Notice the date – 7 June 1947  ↓



BRISBANE, 7 June [1947] – A grave report of fluorosis in humans and animals in the western areas of Queensland dependent on supplies of bore water has been presented to the Cabinet and has caused much concern. The bore water in the western areas is stated to contain a world’s record quantity of fluorine, and State experts tonight said that the “dress circle of the Queensland sheep area” was affected.

The report lists serious cases of fluorosis among men, women and children.

The report, which will be presented to the Cabinet in full next week, is expected to warn the Cabinet of the risk of fluorosis to Brisbane residents from vegetables, notably cabbage, grown with the aid of superphosphates, which contain fluorides.

The highlights of the report are understood to be the need, for appreciating immediately that some fluorine bores have a fluorine content exceeding 20 parts in 1,000,000 far exceeding the content of the water in some provinces in China, where humans are deformed by fluorosis. The worst-affected areas are throughout the north-west and south-west, but fluorosis has also been found in the central-west. The more-recently-opened bores appear to have the highest fluorine content. Affected, water can be treated successfully for human consumption, but it would be uneconomical to treat bore supplies for stock.

The only remedy appears to be the closure of bores in the worst areas and reliance on surface water traps. The presence of one part in 1,000,000 in water is beneficial to the teeth and bone structures, but the difference between a beneficial amount and a toxic amount is small. A Brisbane doctor stated tonight that excess of fluorine caused teeth  to become mottled and pitted and extremely brittle. Small growths appeared on the bones and serious deformities may occasionally occurred. Approximately 2,000,000 of the State’s 16,000,000 sheep are stated to be affected with fluorosis, which halves the average life of an animal by affecting the teeth and bone structure.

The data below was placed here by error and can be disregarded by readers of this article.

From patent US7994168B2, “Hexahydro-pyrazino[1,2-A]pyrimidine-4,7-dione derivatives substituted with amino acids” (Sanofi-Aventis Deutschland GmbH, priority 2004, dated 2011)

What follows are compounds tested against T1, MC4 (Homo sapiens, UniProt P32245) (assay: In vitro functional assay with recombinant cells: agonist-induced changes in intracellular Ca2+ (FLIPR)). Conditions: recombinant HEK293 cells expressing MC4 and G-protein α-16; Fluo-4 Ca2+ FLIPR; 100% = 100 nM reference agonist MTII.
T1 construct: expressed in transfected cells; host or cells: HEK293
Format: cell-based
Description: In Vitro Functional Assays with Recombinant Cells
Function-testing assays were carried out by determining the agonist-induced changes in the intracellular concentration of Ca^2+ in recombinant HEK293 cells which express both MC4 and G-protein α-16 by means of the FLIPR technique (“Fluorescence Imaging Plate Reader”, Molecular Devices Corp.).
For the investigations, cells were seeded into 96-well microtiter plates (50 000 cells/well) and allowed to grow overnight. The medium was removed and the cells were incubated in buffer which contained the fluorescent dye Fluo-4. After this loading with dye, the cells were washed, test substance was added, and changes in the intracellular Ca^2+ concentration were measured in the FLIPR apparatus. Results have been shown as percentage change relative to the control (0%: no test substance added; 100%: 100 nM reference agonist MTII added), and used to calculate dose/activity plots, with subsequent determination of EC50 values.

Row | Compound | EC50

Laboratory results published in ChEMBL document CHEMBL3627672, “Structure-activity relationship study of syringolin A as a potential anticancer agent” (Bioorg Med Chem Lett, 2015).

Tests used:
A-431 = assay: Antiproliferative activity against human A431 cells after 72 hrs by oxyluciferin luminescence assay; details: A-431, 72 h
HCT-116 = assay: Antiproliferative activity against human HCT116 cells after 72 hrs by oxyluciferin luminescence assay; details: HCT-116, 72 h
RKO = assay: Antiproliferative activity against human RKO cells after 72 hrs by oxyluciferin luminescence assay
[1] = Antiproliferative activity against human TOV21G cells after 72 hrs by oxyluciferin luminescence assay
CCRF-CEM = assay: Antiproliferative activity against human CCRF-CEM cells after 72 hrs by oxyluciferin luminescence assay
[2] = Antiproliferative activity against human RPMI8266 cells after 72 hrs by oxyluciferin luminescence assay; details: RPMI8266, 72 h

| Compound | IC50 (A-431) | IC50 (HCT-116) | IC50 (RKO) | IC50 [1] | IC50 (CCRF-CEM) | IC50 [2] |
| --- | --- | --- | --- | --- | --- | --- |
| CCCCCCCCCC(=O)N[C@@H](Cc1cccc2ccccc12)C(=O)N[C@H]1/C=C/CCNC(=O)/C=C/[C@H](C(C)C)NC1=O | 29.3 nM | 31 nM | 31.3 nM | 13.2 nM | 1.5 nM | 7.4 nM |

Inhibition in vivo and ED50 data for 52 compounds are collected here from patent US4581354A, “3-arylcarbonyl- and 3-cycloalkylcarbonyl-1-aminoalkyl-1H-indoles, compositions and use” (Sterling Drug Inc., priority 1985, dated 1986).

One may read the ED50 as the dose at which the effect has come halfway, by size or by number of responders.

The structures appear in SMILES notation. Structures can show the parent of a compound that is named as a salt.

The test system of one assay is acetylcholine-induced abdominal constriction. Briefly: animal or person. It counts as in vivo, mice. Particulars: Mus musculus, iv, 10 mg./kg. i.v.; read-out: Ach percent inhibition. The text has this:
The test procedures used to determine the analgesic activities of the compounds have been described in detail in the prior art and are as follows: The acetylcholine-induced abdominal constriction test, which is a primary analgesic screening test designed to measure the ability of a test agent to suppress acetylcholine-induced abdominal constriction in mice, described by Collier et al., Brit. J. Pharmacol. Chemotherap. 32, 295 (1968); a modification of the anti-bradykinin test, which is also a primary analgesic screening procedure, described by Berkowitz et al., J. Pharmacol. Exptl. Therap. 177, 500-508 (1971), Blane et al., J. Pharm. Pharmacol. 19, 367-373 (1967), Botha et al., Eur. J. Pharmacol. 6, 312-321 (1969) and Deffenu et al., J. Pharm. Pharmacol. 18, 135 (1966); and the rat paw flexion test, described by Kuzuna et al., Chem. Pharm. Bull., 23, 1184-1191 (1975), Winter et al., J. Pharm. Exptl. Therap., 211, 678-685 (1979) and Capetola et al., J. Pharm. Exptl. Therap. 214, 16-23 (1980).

An official of the United Graziers’ Association said tonight that land values throughout the affected areas would fall with the issue of the report and the Government would be asked for drastic reductions in rents. A grazing official said the report made it clear that the sheep industry was faced with a serious problem. Fluorosis now stood out as the main reason why the State’s sheep population had been fairly static, with small lambings.

Funding for digitisation contributed by State Library of Queensland

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